FOR more than a year the east-bound western bypass (N2) near the Stanford Road off-ramp has been a problem. The road is breaking up and has undulations in it.
This was attended to a while ago, not very successfully. I have written and phoned in about these bumps and other bumps on the freeways.
I urged the authorities to put up warning signs, though none were erected until recently when 100km/h, then 80km/h signs appeared at the Stanford Road off-ramp. The road is so bad that a trailer lost its load in spite of the 80km/h limit – it should have been 40km/h!
One Friday night I predicted to a friend while driving down the freeway that an accident was going to happen. Well it did on the Saturday morning when a truck was destroyed, bringing hundreds of motorists to a halt with a traffic jam all the way up the freeway to Cotswold.
If the traffic police had been on their toes, they would have blocked the freeway at the Kragga Kamma interchange, but that only happened after about half an hour with hundreds of cars in the jam. There was chaos, motorists turned around and travelled the wrong way up the freeway.
In emergency situations you will often find five or six police cars at an accident, but none preventing other problems further back on the road.
Authorities need to heed the warnings of residents who use that freeway daily, and put up warning signs and speed limits on all of the undulations on these freeways. There are two more in the vicinity of Eveready near the Kempston Road off-ramp and another opposite the post office on Settlers freeway heading south.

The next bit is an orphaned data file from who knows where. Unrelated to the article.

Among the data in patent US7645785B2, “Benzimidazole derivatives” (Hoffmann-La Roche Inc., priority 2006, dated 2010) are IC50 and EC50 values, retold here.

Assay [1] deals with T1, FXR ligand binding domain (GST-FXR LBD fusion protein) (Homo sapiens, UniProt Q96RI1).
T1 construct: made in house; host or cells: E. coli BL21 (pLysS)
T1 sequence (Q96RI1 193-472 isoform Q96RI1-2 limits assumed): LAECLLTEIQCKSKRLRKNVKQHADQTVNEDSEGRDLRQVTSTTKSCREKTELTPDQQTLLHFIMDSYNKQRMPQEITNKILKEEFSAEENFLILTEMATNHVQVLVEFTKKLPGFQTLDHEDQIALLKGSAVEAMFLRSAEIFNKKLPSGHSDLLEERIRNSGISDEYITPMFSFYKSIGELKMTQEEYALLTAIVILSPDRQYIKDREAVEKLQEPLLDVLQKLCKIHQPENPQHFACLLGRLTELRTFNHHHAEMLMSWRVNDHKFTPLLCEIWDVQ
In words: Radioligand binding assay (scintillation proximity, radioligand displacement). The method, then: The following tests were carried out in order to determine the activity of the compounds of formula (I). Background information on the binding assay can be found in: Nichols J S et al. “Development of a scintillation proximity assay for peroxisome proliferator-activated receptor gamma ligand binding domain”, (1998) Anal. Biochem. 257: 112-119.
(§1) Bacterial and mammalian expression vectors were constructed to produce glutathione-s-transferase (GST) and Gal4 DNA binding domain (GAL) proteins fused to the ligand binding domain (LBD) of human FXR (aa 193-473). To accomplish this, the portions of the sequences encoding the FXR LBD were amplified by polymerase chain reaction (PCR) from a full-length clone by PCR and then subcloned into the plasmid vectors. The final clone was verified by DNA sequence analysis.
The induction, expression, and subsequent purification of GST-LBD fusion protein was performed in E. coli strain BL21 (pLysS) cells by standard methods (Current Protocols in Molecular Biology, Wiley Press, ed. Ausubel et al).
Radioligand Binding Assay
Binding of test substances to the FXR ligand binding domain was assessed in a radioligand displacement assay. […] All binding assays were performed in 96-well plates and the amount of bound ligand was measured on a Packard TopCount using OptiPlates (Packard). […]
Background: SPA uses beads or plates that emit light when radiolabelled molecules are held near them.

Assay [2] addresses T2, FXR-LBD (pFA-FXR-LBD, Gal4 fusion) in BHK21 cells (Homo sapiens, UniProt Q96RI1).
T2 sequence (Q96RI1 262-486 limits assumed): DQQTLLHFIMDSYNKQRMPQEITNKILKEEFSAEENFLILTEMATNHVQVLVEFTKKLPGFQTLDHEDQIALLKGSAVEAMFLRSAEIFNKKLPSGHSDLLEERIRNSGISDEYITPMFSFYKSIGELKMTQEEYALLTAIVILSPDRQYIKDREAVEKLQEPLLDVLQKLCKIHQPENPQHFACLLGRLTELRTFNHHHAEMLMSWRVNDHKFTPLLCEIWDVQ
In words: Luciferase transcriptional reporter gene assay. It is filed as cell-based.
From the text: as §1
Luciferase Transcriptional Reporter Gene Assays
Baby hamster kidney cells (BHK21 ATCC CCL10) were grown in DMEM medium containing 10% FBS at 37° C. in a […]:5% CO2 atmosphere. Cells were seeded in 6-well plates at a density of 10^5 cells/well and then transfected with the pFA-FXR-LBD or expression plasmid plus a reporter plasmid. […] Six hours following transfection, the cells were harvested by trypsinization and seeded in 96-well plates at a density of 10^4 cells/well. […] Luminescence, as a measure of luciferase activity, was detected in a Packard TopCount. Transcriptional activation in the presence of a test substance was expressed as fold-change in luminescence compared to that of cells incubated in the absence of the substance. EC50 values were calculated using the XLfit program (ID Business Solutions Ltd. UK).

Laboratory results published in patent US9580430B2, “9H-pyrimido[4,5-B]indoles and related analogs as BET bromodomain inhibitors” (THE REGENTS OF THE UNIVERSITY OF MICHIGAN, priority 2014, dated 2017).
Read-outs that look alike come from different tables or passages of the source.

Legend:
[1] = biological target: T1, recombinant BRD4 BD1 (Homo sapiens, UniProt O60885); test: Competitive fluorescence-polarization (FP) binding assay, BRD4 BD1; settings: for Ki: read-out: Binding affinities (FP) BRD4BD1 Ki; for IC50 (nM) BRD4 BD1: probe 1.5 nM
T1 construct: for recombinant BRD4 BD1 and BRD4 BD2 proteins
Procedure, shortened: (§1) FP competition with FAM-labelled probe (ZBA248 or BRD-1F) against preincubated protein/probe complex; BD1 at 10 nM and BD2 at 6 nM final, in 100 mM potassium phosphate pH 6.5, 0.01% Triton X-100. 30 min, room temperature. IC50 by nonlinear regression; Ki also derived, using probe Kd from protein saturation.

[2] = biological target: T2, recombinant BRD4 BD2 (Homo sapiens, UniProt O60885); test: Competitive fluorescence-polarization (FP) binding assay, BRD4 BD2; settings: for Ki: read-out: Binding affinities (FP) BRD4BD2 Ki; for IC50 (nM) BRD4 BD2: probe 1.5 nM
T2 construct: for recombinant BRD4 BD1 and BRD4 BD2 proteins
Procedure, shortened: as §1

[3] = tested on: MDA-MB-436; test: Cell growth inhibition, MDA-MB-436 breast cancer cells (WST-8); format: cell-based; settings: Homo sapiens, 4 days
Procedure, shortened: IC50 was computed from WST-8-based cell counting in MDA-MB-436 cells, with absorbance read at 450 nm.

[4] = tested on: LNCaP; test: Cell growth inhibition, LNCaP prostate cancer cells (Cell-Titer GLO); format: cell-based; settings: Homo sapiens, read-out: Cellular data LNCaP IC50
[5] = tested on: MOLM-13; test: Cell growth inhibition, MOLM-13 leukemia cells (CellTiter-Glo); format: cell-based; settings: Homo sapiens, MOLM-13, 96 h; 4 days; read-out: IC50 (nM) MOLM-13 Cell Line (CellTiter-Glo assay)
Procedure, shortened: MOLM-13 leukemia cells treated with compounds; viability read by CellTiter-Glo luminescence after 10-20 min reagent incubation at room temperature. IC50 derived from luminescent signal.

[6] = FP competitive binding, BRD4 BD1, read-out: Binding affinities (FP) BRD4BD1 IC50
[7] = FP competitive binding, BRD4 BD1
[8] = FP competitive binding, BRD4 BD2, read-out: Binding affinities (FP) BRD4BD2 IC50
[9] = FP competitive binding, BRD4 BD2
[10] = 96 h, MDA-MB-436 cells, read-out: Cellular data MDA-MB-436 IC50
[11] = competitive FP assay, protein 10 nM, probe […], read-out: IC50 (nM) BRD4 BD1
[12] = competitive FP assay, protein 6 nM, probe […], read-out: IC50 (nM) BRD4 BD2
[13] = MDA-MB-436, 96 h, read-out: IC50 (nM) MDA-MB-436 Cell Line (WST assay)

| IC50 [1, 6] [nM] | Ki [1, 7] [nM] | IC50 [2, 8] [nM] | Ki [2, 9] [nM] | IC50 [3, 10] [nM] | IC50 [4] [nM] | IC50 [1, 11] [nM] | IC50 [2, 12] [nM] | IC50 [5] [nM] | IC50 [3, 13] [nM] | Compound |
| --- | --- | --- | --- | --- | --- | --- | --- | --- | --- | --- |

All of them have already caused accidents, but no warning signs.
Another accident waiting to happen is on the part of the Settlers freeway from the Deal Party interchange heading towards the city. The lights don't work on most of the road and the lines have not been painted.
At night you haven't a clue which lane you're in. Cars are joining the freeway at speed from all directions into three lanes that can't be seen at night and definitely not in the rain.
The lines that have been painted are on the N2 and are excellent guides in the darkness of the unlighted parts of the N2.
Please paint the lines and put up warning signs as a matter of urgency. We are endangering our lives every time we travel on these roads.
The metro must take responsibility. This is not an expensive or difficult exercise we are requesting.
M Abrey, Summerstrand, Port Elizabeth